” [Hath old age altered me, or a wife?]: (As, T:) or here it means a household. (S.) ― -b8- The nobility of the Arabs; (T, Msb, K; *) as when one says, بَيْتُ تَمِيمٍ فِى بَنِى حَنْظَلَةَ [The nobility of Temeem is in the sons of Handhaleh]: (T, Msb: *) or the family that comprises the nobility of a tribe; as آلُ حِصْنٍ of the فَزَارِيُّون, and آلُ الجُدَّيْنِ of the شَيْبَانِيُّون, and آلُ عَبْدِ المَدَانِ of the حَارِثِيُّون; which three were asserted by Ibn-El-Kelbee to be the highest of the families thus called of the Arabs: (M:) [see a verse of El-Lahabee cited voce أَخْضَرُ:] pl. بُيُوتٌ and بُيُوتَاتٌ, (T, M,) the latter being pl. of the former. (T.) You say, هُوَ مِنْ أَهْلِ البُيُوتَاتِ He is of the people of nobility: and مِنْ بَيْتٍ كَرِيمٍ [of a generous, or noble, house, or family]. (A.) [See also بَنَى.] ― -b9- A noble person: (M, Mgh, K:) pl. بُيُوتٌ and بُيُوتَاتٌ. (Mgh.) You say, فُلَانٌ بَيْتُ قَوْمِهِ Such a one is the noble person of his people. (Abu-l-'Omeythil El-Aarabee, M.) ― -b10- (tropical:) The [furniture termed] فَرْش, (A, Mgh, K,) or مَتَاع, (TA,) of a tent or house, (Mgh, K,) or that is sufficient for a tent or house. (A.) You say, تَزَوَّجْتُ فُلَانَةَ عَلَى بَيْتٍ (tropical:) I married, or took as a wife, such a woman for [my giving] furniture sufficient for a tent or house, (A,) or furniture of a house or tent. (Mgh.) [See 1, last sentence.] ― -b11- A بَيْت of poetry, (T, S, M, Msb,) or of the poet, (K,) is (tropical:) [A verse; i. e.] what consists of certain known divisions [or feet] called أَجْزَآءُ التَّفْعِيلِ; being termed بيت metaphorically, because of the conjoining of its component parts, one to another, in a particular manner, like as those of a tent are conjoined in its construction; (Msb;) because it consists of words collected together in a regular manner, and so resembles a tent, which is composed of a سَقْف and كِفَآء and رِوَاق and عُمُد: (T:) it is derived from the same word signifying a خِبَآء [or tent], and applies to the small and the great, as the رَجَز and the طَوِيل; and is [said to be] thus called because it comprises words like as the tent comprises its inhabitants; wherefore its component parts are termed أَسْبَاب and أَوْتَاد, as being likened to the اسباب and اوتاد of tents: (M:) pl. أَبْيَاتٌ and بُيُوتٌ, (M, A, Msb,) the latter mentioned by Sb and IJ, (M,) [but rare,] and [pl. pl.] أَبَايِيتُ: (A:) Abu-l-Hasan says that if the بيت of poetry be likened to the بيت which is a tent or other kind of structure, there is no reason why it should not have the same pl. forms as the latter has. (L.) By the following words of a poet, “ وَبَيْتٍ عَلَى ظَهْرِ المَطِىِّ بَنَيْتُهُ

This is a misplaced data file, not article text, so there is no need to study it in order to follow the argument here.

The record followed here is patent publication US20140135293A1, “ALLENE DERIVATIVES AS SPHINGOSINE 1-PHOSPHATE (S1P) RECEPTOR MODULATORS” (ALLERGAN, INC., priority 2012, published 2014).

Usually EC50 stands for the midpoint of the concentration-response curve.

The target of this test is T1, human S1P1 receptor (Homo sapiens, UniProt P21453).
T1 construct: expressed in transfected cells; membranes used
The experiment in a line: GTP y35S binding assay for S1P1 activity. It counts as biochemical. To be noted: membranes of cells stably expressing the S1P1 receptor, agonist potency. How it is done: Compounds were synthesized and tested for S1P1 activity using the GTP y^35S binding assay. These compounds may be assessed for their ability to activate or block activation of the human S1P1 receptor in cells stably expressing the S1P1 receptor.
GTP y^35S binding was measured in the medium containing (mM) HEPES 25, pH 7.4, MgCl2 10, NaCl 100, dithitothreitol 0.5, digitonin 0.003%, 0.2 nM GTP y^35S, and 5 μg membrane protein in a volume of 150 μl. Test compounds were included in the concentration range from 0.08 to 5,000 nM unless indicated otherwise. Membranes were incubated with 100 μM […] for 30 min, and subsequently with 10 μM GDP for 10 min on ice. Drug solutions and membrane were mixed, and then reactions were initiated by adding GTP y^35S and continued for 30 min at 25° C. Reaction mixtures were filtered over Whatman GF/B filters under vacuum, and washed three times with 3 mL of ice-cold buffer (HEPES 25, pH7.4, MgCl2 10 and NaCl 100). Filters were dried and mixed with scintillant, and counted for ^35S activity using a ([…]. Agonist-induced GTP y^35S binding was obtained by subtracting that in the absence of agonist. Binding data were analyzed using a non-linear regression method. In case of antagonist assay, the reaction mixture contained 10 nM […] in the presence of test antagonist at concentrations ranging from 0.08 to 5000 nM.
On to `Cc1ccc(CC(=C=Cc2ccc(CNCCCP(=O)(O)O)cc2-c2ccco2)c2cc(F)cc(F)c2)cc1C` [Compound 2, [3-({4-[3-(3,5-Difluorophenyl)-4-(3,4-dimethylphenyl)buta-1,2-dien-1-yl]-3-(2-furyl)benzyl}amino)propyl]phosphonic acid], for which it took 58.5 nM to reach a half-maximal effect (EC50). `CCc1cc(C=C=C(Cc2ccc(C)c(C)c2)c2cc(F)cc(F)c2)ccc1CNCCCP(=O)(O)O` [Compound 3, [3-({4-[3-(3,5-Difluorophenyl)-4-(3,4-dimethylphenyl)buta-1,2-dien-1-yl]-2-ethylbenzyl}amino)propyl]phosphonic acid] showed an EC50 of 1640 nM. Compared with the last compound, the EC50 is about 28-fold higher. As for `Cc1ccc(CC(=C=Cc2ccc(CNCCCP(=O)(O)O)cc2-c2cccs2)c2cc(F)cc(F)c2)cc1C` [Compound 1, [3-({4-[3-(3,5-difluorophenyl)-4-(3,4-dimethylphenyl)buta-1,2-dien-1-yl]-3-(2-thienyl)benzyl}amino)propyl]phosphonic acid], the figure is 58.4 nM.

بِأَسْمَرَ مَشْقُوقِ الخَيَاشِيمِ يَرْعُفُ
” [Many a بيت upon the back of the camel have I constructed with a lawny thing slit in the nose and bleeding], is meant, many a بيت of poetry have I written with the reed-pen. (S.) [البَيْتَ, written after a quotation of a part of a verse of poetry, means اِقْرَأِ البَيْتَ Read thou the verse.] بَيْتُ القَصِيدَةِ [The chief verse of the poem] is a phrase employed when a person composes a poem in praise of any one from whom he would obtain some object of desire and want, being applied to that verse of the poem in which the author's want is mentioned: and is a proverbial expression relating to that which is extraordinary and strange, and used in denoting the superiority of a part of a thing over the whole of it [regarded as a whole]: [hence,] one says, فُلَانٌ أَوَّلُ الجَرِيدَةِ وَبَيْتُ القَصِيدَةِ (assumed tropical:) [Such a one is the first of the detachment of horsemen, and the chief verse of the poem]. (Har p. 441.) بِيتٌ بيت بيتت : see بِيتَةٌ, in two places. بِيتَةٌ بيت بيته بيتة بيتته a subst. from بَاتَ: and signifying A manner or mode, and state, or condition, of passing, or entering upon, the night. (M.) [See 4; last sentence.] -A2- Food, or victuals; and so ↓ بِيتٌ : (A, K:) [or particularly, of a night: for] you say, لَيْلَةٍ ↓ مَا لَهُ بِيتُ , (S M, A, K.) and بِيتَةٌ لَيْلَةٍ, (T, S, M, A,) مِنَ القُوتِ, (T,) He has not a night's food, or victuals. (T, S, M, A, K.) بَيَاتٌ بيات A coming upon the enemy by night; (Mgh;) a sudden attack upon, and conflict with, the enemy by night; (Msb;) a great slaughter (S, M) among the enemy, (S,) or a people, (M,) and vehement conflict with them; (S, M;) a coming upon people in the night, and making a sudden attack upon them, while they are heedless; (T;) an attack upon a people by night; a going to the enemy in the night, without their knowledge, and taking them by surprise: (TA:) a subst. from 2; (S, M, Mgh, Msb;) like سَلَامٌ from سَلَّمَ. (Mgh.) ― -b2- أَتَاهُمُ الأَمْرُ بَيَاتًا The thing, or event, happened, or came, to them in the latter part of the night. (T.) بُيَيْتٌ بييت , also pronounced بِيَيْتٌ, dim. of بَيْتٌ, q. v. (S, K.) بَيُّوتٌ بيت بيوت That has remained throughout a night [and so become stale; stale from being a night old]; as also ↓ بَائِتٌ : both, in this sense, [but the latter more usually,] applied to bread. (S, K.) ― -b2- Cold, or cool, water, (M, K,) that has become so from its having remained throughout a night: (M:) or water that remains during the night beneath the sky: (Ham p. 553:) or water that has been cooled in the leathern bag by night; and in like manner, milk; for [Az says,] I heard an Arab of the desert say, اِسْقِنِى مِنْ بَيُّوتِ السِّقَآءِ, meaning Give thou me to drink of the milk that has been milked at night and left in the skin so that it has become cold, or cool, by night. (T.) In the saying, “ فَصَبَّحَتْ حَوضَ قِرًى بَيُّوتَا
” the meaning seems to be, قِرَى حَوْضٍ بَيُّوتَا, i. e., [And they (app. camels) came in the morning to] the collected water of a trough, which water had remained throughout the night and so become cold, or cool; the phrase being inverted. (M.) ― -b3- أَمْرٌ بَيُّوتٌ (assumed tropical:) An affair, or event, for which, or on account of which, one passes the night in anxiety or grief. (S, K.) ― -b4- هَمٌّ بَيُّوتٌ (assumed tropical:) Anxiety, or grief, that has remained during the night in the bosom. (M.) ― -b5- سِنٌّ بَيُّوتَةٌ A tooth that does not fall out, or become shed. (K.) بَائِتٌ ذ [Passing, or spending, the night, or a night, or a part thereof; or entering upon the night; &c.;] act. part. n. of 1. (Msb.) ― -b2- See also بَيُّوتٌ. مَبِيتٌ مبيت A place in which one passes, or enters upon, the night. (M, A.) مُتَبَيِّتَةٌ متبيته متبيتة A woman who has obtained a بَيْت [i. e. tent or house, or the furniture thereof,] and a husband. (M, K.) مُسْتَبِيتٌ مستبيت Poor, or needy; [as though meaning asking for, or requiring, بِيت or بِيتَة, i. e. food; or possessing food, and nothing beside;] syn. فَقِيرٌ [q. v.]. (IAar, T, K.)